The Odd Mathematics of Multiple Dice Rolls

Some role-playing games have rules in which multiple dice are rolled with the player using the highest value of any of the dice. This is sometimes called “rolling with advantage”, and biases the result toward higher values. But how much, and how does it depend upon the number of faces on the dice and the number of dice rolled? Our old friend the rhombic icosahedron makes an appearance.

Fourmilab’s decide utility is able to evaluate arbitrarily complex dice expressions, such as “5d6h3”, meaning roll five six-sided dice, choose the three highest values, and return their sum. The common case of rolling two twenty-sided dice and choosing the largest value is “2d20h”.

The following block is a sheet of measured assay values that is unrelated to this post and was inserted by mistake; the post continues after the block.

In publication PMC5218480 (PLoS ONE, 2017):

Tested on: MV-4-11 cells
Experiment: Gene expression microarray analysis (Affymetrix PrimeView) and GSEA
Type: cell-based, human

I came across this article today and was reminded of this post. Apparently, 20-sided dice (regular icosahedra) were used to aid with divination in ancient Greece and Rome:

The exact use of icosahedron dice is still rather obscure. According to the Metropolitan Museum of Art, “They may have been used in conjunction with an oracle inscribed on a pillar set up in a public place.” Casting the die determined what part of an oracle to consult. Oracles were usually priestesses who were believed to interpret or speak for the gods. Their sayings were often written down and could be consulted by those seeking wisdom or prophecy.

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